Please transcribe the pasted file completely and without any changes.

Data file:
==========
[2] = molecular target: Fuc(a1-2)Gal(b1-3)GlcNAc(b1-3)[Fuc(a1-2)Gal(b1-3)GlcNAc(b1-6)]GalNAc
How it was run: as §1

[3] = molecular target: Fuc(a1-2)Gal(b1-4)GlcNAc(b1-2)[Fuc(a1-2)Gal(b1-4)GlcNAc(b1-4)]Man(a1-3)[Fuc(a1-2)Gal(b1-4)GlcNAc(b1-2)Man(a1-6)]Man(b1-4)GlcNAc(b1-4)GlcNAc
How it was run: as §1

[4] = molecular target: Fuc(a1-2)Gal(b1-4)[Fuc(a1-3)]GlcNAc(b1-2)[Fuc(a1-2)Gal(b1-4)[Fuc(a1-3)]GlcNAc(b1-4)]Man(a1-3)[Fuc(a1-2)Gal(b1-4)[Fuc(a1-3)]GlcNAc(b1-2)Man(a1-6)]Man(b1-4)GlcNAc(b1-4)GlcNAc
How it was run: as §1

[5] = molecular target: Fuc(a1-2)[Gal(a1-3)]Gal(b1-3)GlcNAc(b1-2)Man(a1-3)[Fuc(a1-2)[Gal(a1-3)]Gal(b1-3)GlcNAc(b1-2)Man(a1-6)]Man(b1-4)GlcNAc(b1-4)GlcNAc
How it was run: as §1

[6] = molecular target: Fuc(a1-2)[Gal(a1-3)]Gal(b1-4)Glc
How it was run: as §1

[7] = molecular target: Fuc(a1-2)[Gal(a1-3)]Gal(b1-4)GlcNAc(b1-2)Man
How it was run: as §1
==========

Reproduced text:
[2] = molecular target: Fuc(a1-2)Gal(b1-3)GlcNAc(b1-3)[Fuc(a1-2)Gal(b1-3)GlcNAc(b1-6)]GalNAc
How it was run: as §1

[3] = molecular target: Fuc(a1-2)Gal(b1-4)GlcNAc(b1-2)[Fuc(a1-2)Gal(b1-4)GlcNAc(b1-4)]Man(a1-3)[Fuc(a1-2)Gal(b1-4)GlcNAc(b1-2)Man(a1-6)]Man(b1-4)GlcNAc(b1-4)GlcNAc
How it was run: as §1

[4] = molecular target: Fuc(a1-2)Gal(b1-4)[Fuc(a1-3)]GlcNAc(b1-2)[Fuc(a1-2)Gal(b1-4)[Fuc(a1-3)]GlcNAc(b1-4)]Man(a1-3)[Fuc(a1-2)Gal(b1-4)[Fuc(a1-3)]GlcNAc(b1-2)Man(a1-6)]Man(b1-4)GlcNAc(b1-4)GlcNAc
How it was run: as §1

[5] = molecular target: Fuc(a1-2)[Gal(a1-3)]Gal(b1-3)GlcNAc(b1-2)Man(a1-3)[Fuc(a1-2)[Gal(a1-3)]Gal(b1-3)GlcNAc(b1-2)Man(a1-6)]Man(b1-4)GlcNAc(b1-4)GlcNAc
How it was run: as §1

[6] = molecular target: Fuc(a1-2)[Gal(a1-3)]Gal(b1-4)Glc
How it was run: as §1

[7] = molecular target: Fuc(a1-2)[Gal(a1-3)]Gal(b1-4)GlcNAc(b1-2)Man
How it was run: as §1